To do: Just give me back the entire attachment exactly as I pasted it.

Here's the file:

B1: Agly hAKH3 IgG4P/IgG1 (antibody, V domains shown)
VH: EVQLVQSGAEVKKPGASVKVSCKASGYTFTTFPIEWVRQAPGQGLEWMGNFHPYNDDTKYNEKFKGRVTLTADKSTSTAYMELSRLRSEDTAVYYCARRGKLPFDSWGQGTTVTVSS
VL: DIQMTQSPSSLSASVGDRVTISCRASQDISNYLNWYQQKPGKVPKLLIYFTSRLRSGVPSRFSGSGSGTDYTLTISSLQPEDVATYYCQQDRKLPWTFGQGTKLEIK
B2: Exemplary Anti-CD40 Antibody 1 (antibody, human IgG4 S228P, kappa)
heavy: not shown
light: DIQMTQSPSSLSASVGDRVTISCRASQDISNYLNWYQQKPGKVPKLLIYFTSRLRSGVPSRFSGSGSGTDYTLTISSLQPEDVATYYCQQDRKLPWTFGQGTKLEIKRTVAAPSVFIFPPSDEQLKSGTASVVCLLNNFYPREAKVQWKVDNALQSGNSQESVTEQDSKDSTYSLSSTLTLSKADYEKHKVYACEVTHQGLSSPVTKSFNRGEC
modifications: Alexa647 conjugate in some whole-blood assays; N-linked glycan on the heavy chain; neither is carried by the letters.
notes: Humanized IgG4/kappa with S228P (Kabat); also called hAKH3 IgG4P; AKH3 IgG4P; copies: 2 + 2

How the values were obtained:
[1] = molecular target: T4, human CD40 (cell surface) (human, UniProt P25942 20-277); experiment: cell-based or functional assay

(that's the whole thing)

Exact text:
B1: Agly hAKH3 IgG4P/IgG1 (antibody, V domains shown)
VH: EVQLVQSGAEVKKPGASVKVSCKASGYTFTTFPIEWVRQAPGQGLEWMGNFHPYNDDTKYNEKFKGRVTLTADKSTSTAYMELSRLRSEDTAVYYCARRGKLPFDSWGQGTTVTVSS
VL: DIQMTQSPSSLSASVGDRVTISCRASQDISNYLNWYQQKPGKVPKLLIYFTSRLRSGVPSRFSGSGSGTDYTLTISSLQPEDVATYYCQQDRKLPWTFGQGTKLEIK
B2: Exemplary Anti-CD40 Antibody 1 (antibody, human IgG4 S228P, kappa)
heavy: not shown
light: DIQMTQSPSSLSASVGDRVTISCRASQDISNYLNWYQQKPGKVPKLLIYFTSRLRSGVPSRFSGSGSGTDYTLTISSLQPEDVATYYCQQDRKLPWTFGQGTKLEIKRTVAAPSVFIFPPSDEQLKSGTASVVCLLNNFYPREAKVQWKVDNALQSGNSQESVTEQDSKDSTYSLSSTLTLSKADYEKHKVYACEVTHQGLSSPVTKSFNRGEC
modifications: Alexa647 conjugate in some whole-blood assays; N-linked glycan on the heavy chain; neither is carried by the letters.
notes: Humanized IgG4/kappa with S228P (Kabat); also called hAKH3 IgG4P; AKH3 IgG4P; copies: 2 + 2

How the values were obtained:
[1] = molecular target: T4, human CD40 (cell surface) (human, UniProt P25942 20-277); experiment: cell-based or functional assay